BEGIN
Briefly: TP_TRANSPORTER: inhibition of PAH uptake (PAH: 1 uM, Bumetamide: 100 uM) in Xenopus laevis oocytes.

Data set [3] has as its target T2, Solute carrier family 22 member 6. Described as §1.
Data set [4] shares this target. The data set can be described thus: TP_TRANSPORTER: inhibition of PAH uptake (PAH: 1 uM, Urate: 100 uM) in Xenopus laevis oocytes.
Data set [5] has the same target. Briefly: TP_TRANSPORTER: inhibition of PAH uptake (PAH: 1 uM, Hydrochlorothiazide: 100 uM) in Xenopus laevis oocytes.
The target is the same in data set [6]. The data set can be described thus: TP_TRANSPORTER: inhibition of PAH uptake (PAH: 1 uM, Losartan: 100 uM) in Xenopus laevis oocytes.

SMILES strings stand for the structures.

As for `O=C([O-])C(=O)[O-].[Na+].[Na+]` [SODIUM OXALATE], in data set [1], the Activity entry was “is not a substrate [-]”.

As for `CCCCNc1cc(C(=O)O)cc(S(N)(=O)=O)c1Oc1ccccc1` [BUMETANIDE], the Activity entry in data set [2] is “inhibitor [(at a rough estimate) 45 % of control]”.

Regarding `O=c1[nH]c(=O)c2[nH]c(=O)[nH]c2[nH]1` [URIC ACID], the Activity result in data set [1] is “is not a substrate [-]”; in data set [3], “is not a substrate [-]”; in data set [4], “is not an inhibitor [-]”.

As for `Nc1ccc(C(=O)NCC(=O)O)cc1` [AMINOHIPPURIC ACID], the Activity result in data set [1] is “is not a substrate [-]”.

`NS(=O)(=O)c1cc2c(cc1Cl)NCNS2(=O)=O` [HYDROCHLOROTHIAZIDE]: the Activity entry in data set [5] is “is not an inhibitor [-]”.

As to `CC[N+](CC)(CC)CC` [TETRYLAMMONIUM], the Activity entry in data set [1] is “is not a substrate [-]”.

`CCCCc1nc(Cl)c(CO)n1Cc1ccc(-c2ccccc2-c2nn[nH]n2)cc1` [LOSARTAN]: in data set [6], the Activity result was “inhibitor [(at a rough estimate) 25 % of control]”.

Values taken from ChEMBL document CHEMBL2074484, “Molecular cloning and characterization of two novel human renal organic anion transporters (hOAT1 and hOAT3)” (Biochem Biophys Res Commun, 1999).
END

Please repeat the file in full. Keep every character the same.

Briefly: TP_TRANSPORTER: inhibition of PAH uptake (PAH: 1 uM, Bumetamide: 100 uM) in Xenopus laevis oocytes.

Data set [3] has as its target T2, Solute carrier family 22 member 6. Described as §1.
Data set [4] shares this target. The data set can be described thus: TP_TRANSPORTER: inhibition of PAH uptake (PAH: 1 uM, Urate: 100 uM) in Xenopus laevis oocytes.
Data set [5] has the same target. Briefly: TP_TRANSPORTER: inhibition of PAH uptake (PAH: 1 uM, Hydrochlorothiazide: 100 uM) in Xenopus laevis oocytes.
The target is the same in data set [6]. The data set can be described thus: TP_TRANSPORTER: inhibition of PAH uptake (PAH: 1 uM, Losartan: 100 uM) in Xenopus laevis oocytes.

SMILES strings stand for the structures.

As for `O=C([O-])C(=O)[O-].[Na+].[Na+]` [SODIUM OXALATE], in data set [1], the Activity entry was “is not a substrate [-]”.

As for `CCCCNc1cc(C(=O)O)cc(S(N)(=O)=O)c1Oc1ccccc1` [BUMETANIDE], the Activity entry in data set [2] is “inhibitor [(at a rough estimate) 45 % of control]”.

Regarding `O=c1[nH]c(=O)c2[nH]c(=O)[nH]c2[nH]1` [URIC ACID], the Activity result in data set [1] is “is not a substrate [-]”; in data set [3], “is not a substrate [-]”; in data set [4], “is not an inhibitor [-]”.

As for `Nc1ccc(C(=O)NCC(=O)O)cc1` [AMINOHIPPURIC ACID], the Activity result in data set [1] is “is not a substrate [-]”.

`NS(=O)(=O)c1cc2c(cc1Cl)NCNS2(=O)=O` [HYDROCHLOROTHIAZIDE]: the Activity entry in data set [5] is “is not an inhibitor [-]”.

As to `CC[N+](CC)(CC)CC` [TETRYLAMMONIUM], the Activity entry in data set [1] is “is not a substrate [-]”.

`CCCCc1nc(Cl)c(CO)n1Cc1ccc(-c2ccccc2-c2nn[nH]n2)cc1` [LOSARTAN]: in data set [6], the Activity result was “inhibitor [(at a rough estimate) 25 % of control]”.

Values taken from ChEMBL document CHEMBL2074484, “Molecular cloning and characterization of two novel human renal organic anion transporters (hOAT1 and hOAT3)” (Biochem Biophys Res Commun, 1999).